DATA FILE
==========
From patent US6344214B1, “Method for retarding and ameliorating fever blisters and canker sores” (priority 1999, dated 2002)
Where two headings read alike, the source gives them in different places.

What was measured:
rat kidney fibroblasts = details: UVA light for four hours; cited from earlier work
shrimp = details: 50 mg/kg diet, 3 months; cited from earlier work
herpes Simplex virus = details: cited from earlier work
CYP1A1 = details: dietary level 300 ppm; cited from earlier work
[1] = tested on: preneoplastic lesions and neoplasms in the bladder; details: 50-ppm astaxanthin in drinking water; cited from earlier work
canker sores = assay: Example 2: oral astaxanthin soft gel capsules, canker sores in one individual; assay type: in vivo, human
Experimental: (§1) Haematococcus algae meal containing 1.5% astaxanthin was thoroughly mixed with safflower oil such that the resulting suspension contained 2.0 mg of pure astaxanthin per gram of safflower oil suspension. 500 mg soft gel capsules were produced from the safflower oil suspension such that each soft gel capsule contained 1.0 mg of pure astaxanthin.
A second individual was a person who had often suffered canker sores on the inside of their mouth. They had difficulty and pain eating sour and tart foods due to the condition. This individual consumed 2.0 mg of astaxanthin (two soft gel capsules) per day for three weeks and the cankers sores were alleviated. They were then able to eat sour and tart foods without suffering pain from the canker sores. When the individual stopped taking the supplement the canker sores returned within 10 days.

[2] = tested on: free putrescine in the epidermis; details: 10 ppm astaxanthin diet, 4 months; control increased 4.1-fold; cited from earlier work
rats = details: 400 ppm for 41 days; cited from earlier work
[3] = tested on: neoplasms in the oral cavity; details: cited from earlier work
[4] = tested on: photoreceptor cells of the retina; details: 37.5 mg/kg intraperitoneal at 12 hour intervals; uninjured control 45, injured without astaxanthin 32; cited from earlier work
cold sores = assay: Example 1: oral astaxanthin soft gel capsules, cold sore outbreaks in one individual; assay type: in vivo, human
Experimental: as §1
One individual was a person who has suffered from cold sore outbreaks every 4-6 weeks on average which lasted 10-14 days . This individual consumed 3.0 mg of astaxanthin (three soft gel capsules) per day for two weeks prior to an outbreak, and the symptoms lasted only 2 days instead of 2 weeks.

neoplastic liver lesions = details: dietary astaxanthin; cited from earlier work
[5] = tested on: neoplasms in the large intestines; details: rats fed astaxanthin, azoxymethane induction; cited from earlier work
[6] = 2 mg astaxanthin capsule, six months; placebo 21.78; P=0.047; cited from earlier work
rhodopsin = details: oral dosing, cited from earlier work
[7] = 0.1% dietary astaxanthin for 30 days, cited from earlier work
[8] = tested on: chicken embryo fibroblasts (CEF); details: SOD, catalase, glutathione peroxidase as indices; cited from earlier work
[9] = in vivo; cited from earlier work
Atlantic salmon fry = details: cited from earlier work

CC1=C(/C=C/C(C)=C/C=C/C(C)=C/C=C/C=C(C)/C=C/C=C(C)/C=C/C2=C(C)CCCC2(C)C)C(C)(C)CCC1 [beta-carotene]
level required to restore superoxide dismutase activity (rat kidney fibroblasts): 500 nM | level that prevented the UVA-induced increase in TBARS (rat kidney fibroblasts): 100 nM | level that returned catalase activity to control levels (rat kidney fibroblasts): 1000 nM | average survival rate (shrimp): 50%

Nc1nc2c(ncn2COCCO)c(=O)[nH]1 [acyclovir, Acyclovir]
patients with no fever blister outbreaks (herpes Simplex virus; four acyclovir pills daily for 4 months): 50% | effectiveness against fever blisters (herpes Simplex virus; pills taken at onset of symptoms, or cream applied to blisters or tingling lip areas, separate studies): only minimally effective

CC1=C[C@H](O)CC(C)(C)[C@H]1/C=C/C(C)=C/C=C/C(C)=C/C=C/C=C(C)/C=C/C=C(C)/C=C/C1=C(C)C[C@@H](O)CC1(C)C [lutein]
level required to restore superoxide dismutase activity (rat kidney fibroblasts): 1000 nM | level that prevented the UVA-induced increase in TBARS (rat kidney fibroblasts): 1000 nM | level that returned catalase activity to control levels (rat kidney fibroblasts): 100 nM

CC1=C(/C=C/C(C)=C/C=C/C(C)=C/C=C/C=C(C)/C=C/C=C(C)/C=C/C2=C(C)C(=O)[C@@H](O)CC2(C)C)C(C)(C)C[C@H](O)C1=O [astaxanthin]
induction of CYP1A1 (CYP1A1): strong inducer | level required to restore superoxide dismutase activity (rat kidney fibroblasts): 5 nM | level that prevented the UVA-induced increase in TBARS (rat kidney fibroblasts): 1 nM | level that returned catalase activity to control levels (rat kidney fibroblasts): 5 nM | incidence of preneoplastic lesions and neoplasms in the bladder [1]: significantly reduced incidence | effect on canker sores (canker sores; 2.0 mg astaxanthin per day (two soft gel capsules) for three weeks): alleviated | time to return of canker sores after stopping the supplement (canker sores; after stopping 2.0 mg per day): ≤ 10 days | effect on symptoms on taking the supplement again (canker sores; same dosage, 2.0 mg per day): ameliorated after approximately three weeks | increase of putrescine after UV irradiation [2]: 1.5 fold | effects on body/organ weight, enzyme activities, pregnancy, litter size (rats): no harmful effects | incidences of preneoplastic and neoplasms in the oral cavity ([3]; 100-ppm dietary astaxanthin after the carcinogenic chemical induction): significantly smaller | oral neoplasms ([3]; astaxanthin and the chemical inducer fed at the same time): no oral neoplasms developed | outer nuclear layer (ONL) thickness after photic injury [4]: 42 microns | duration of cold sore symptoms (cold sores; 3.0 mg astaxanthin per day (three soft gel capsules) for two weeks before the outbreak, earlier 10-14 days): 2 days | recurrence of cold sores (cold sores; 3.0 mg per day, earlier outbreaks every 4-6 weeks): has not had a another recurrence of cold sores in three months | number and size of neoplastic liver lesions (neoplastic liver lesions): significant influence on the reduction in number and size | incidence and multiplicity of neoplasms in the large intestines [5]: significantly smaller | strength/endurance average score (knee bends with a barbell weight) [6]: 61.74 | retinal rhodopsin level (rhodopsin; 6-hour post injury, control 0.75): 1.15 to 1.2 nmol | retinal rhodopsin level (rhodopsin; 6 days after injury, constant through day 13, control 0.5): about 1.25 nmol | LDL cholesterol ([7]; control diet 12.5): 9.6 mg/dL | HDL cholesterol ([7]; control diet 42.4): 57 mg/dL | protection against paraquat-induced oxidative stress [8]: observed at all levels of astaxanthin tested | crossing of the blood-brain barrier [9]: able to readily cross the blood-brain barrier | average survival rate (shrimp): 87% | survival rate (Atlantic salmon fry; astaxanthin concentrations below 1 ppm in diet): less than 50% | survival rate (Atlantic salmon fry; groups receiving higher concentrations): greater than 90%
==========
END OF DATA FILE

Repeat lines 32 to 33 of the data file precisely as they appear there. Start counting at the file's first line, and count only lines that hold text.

level required to restore superoxide dismutase activity (rat kidney fibroblasts): 1000 nM | level that prevented the UVA-induced increase in TBARS (rat kidney fibroblasts): 1000 nM | level that returned catalase activity to control levels (rat kidney fibroblasts): 100 nM

CC1=C(/C=C/C(C)=C/C=C/C(C)=C/C=C/C=C(C)/C=C/C=C(C)/C=C/C2=C(C)C(=O)[C@@H](O)CC2(C)C)C(C)(C)C[C@H](O)C1=O [astaxanthin]